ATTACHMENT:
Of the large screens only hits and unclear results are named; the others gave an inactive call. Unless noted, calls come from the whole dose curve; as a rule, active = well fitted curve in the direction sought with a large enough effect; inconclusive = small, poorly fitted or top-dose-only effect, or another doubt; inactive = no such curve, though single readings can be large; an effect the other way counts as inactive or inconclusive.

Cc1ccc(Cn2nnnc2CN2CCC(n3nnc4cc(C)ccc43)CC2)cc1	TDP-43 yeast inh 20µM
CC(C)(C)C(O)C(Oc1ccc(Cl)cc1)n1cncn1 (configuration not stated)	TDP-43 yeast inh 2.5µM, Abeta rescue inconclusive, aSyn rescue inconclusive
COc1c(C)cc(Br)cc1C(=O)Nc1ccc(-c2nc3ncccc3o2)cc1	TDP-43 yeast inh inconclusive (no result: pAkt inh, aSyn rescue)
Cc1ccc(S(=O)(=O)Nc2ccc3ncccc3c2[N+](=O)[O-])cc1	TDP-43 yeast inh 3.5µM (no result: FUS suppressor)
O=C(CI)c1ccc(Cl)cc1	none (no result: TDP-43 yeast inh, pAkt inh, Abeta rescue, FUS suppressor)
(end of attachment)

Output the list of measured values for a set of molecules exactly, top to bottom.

Of the large screens only hits and unclear results are named; the others gave an inactive call. Unless noted, calls come from the whole dose curve; as a rule, active = well fitted curve in the direction sought with a large enough effect; inconclusive = small, poorly fitted or top-dose-only effect, or another doubt; inactive = no such curve, though single readings can be large; an effect the other way counts as inactive or inconclusive.

Cc1ccc(Cn2nnnc2CN2CCC(n3nnc4cc(C)ccc43)CC2)cc1	TDP-43 yeast inh 20µM
CC(C)(C)C(O)C(Oc1ccc(Cl)cc1)n1cncn1 (configuration not stated)	TDP-43 yeast inh 2.5µM, Abeta rescue inconclusive, aSyn rescue inconclusive
COc1c(C)cc(Br)cc1C(=O)Nc1ccc(-c2nc3ncccc3o2)cc1	TDP-43 yeast inh inconclusive (no result: pAkt inh, aSyn rescue)
Cc1ccc(S(=O)(=O)Nc2ccc3ncccc3c2[N+](=O)[O-])cc1	TDP-43 yeast inh 3.5µM (no result: FUS suppressor)
O=C(CI)c1ccc(Cl)cc1	none (no result: TDP-43 yeast inh, pAkt inh, Abeta rescue, FUS suppressor)